I’ve been reading a book my mother-in-law gave me, The Circle of Innovation by Tom Peters. This book, like many others that come from my mother-in-law, is fascinating.
It was written about 12 years ago. Some of the examples that Peter’s holds up as exemplar for the point he’s trying to make have since fallen by the way side. That’s notable. Does that mean that Peter’s point isn’t valid, or were there other reasons for their downfall?
His writing is filled with biblical imagery and language, yet he tends to cuss like a sailor. One wouldn’t think of Peter’s as a pietist.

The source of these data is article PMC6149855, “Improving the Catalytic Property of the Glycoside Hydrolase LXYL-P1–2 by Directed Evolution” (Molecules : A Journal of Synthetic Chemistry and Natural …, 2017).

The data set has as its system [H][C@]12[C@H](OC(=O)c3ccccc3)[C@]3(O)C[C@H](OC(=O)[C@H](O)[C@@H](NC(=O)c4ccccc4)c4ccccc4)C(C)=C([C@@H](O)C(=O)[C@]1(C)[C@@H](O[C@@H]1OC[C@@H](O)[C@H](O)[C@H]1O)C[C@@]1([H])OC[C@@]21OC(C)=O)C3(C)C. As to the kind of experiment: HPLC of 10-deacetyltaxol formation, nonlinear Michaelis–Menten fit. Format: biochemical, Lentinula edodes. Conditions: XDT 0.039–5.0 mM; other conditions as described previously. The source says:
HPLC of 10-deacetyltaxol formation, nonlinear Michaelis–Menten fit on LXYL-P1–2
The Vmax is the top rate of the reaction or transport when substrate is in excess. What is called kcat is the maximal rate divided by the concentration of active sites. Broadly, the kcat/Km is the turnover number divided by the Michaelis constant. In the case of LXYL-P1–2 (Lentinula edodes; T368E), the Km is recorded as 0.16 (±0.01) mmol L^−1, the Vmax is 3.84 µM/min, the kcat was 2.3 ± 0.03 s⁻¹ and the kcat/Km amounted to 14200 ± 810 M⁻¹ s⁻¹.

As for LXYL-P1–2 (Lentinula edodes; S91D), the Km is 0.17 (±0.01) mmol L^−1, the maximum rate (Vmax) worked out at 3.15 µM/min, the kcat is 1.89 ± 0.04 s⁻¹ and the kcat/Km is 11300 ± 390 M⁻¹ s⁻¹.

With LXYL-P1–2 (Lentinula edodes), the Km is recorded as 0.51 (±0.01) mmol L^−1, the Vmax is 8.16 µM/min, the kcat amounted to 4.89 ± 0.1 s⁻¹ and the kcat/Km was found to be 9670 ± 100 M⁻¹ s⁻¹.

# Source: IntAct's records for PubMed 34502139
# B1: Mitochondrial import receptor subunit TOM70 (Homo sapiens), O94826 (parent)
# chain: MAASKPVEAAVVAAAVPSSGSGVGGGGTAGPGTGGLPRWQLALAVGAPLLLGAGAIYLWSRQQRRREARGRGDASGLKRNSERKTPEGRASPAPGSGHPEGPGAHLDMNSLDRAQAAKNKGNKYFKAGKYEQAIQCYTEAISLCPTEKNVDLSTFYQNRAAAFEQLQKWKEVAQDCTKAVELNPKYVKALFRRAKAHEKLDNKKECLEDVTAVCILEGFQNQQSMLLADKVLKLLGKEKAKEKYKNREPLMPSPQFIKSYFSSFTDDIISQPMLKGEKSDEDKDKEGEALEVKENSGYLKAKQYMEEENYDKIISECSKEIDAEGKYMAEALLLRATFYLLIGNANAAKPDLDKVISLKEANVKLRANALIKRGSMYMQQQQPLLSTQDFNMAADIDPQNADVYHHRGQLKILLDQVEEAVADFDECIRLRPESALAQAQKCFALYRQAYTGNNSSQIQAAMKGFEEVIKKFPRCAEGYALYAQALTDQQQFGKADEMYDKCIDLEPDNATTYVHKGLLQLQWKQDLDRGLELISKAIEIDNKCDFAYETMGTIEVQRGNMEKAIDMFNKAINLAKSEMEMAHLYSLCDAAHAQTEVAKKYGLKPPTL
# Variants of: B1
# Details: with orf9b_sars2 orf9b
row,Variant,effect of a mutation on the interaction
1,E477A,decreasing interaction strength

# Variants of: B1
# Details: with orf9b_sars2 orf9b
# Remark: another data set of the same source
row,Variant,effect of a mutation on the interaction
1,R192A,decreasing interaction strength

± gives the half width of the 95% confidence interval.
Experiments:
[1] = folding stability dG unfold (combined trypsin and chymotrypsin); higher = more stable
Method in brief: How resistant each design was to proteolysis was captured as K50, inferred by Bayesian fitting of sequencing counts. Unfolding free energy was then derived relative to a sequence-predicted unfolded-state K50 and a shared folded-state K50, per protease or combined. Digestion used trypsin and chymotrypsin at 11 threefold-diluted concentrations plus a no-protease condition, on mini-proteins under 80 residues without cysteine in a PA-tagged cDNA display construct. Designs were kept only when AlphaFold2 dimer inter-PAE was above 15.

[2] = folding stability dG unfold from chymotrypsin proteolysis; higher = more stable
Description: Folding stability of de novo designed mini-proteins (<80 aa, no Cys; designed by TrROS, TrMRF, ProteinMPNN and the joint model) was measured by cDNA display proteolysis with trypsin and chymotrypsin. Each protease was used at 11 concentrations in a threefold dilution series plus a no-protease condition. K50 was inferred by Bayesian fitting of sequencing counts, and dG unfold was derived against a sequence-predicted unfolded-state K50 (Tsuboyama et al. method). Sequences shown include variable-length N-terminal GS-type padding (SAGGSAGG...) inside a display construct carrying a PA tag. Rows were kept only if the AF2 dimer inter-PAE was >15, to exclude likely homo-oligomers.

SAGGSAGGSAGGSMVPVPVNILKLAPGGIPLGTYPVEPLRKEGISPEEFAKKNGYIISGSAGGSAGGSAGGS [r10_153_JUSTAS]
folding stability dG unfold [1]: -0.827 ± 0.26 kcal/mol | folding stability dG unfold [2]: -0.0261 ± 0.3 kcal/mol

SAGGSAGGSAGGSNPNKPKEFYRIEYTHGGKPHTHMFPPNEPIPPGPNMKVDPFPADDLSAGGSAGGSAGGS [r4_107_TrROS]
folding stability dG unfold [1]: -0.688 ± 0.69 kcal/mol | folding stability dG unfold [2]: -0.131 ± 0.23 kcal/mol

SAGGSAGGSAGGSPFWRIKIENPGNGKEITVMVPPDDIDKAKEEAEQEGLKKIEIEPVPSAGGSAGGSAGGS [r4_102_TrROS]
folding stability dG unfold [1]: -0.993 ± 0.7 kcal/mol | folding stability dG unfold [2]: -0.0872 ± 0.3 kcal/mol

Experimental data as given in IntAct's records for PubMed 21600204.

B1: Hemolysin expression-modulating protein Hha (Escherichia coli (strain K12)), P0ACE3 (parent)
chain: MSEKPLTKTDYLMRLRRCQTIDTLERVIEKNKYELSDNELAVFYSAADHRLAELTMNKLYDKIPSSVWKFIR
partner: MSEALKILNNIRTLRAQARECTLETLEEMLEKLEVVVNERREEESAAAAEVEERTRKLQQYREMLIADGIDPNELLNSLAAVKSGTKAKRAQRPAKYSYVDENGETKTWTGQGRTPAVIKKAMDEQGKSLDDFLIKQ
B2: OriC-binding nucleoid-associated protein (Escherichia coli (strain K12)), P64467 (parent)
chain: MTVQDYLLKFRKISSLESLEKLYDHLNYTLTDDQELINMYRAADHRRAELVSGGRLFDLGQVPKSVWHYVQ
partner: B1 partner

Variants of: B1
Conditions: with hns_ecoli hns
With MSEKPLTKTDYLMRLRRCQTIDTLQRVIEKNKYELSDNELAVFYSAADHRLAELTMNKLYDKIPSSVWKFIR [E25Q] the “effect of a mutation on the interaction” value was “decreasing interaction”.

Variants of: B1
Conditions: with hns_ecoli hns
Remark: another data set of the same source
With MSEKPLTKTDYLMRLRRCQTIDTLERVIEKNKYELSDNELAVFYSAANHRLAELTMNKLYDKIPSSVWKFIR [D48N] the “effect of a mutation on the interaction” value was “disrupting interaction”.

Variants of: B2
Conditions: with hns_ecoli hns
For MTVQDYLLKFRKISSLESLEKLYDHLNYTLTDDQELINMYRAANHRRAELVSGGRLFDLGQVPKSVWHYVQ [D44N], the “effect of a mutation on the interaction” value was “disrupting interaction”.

Looking at the current financial crisis striking our country, and reading Peter’s, you might want to call him a prophet. He encourages his readers that they had better return to an ideal of seeing themselves as responsible business entities. That the good generals of the past will not continue into the future – General Electric, General Motors, and so forth.
He also included or coined (I don’t know if it’s original with him – it could be) a phrase that struck me as powerful in terms of what we’re eventually to become: “Relentless architects of the possibilities of human beings.” That sounds like the task of shepherding.